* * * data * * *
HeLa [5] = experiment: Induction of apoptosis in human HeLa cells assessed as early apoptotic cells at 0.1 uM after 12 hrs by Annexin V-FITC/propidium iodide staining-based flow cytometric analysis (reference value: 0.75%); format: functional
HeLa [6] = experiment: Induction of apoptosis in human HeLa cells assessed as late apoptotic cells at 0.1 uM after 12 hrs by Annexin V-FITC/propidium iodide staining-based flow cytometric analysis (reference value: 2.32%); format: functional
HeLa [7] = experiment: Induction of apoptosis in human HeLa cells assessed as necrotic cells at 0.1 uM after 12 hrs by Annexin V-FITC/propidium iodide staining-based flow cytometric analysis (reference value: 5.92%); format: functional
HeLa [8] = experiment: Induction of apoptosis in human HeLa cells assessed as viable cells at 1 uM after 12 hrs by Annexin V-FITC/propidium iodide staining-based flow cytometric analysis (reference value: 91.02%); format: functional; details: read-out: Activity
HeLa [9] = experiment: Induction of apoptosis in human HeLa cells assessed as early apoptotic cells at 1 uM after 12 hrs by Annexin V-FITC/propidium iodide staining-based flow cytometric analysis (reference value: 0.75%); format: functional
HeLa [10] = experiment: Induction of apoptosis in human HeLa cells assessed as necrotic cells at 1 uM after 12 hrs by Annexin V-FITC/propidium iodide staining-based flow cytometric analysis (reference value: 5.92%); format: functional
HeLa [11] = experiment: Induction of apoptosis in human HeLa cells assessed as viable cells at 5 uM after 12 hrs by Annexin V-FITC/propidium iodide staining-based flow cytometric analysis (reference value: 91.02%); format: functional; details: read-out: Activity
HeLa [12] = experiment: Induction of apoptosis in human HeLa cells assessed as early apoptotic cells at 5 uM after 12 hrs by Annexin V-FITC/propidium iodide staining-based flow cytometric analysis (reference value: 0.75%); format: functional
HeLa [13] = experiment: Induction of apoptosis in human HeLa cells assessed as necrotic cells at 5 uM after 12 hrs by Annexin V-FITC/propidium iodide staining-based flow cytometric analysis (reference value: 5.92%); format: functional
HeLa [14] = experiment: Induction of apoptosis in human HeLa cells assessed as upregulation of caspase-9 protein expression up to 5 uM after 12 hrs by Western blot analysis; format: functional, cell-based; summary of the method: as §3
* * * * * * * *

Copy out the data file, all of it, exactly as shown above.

HeLa [5] = experiment: Induction of apoptosis in human HeLa cells assessed as early apoptotic cells at 0.1 uM after 12 hrs by Annexin V-FITC/propidium iodide staining-based flow cytometric analysis (reference value: 0.75%); format: functional
HeLa [6] = experiment: Induction of apoptosis in human HeLa cells assessed as late apoptotic cells at 0.1 uM after 12 hrs by Annexin V-FITC/propidium iodide staining-based flow cytometric analysis (reference value: 2.32%); format: functional
HeLa [7] = experiment: Induction of apoptosis in human HeLa cells assessed as necrotic cells at 0.1 uM after 12 hrs by Annexin V-FITC/propidium iodide staining-based flow cytometric analysis (reference value: 5.92%); format: functional
HeLa [8] = experiment: Induction of apoptosis in human HeLa cells assessed as viable cells at 1 uM after 12 hrs by Annexin V-FITC/propidium iodide staining-based flow cytometric analysis (reference value: 91.02%); format: functional; details: read-out: Activity
HeLa [9] = experiment: Induction of apoptosis in human HeLa cells assessed as early apoptotic cells at 1 uM after 12 hrs by Annexin V-FITC/propidium iodide staining-based flow cytometric analysis (reference value: 0.75%); format: functional
HeLa [10] = experiment: Induction of apoptosis in human HeLa cells assessed as necrotic cells at 1 uM after 12 hrs by Annexin V-FITC/propidium iodide staining-based flow cytometric analysis (reference value: 5.92%); format: functional
HeLa [11] = experiment: Induction of apoptosis in human HeLa cells assessed as viable cells at 5 uM after 12 hrs by Annexin V-FITC/propidium iodide staining-based flow cytometric analysis (reference value: 91.02%); format: functional; details: read-out: Activity
HeLa [12] = experiment: Induction of apoptosis in human HeLa cells assessed as early apoptotic cells at 5 uM after 12 hrs by Annexin V-FITC/propidium iodide staining-based flow cytometric analysis (reference value: 0.75%); format: functional
HeLa [13] = experiment: Induction of apoptosis in human HeLa cells assessed as necrotic cells at 5 uM after 12 hrs by Annexin V-FITC/propidium iodide staining-based flow cytometric analysis (reference value: 5.92%); format: functional
HeLa [14] = experiment: Induction of apoptosis in human HeLa cells assessed as upregulation of caspase-9 protein expression up to 5 uM after 12 hrs by Western blot analysis; format: functional, cell-based; summary of the method: as §3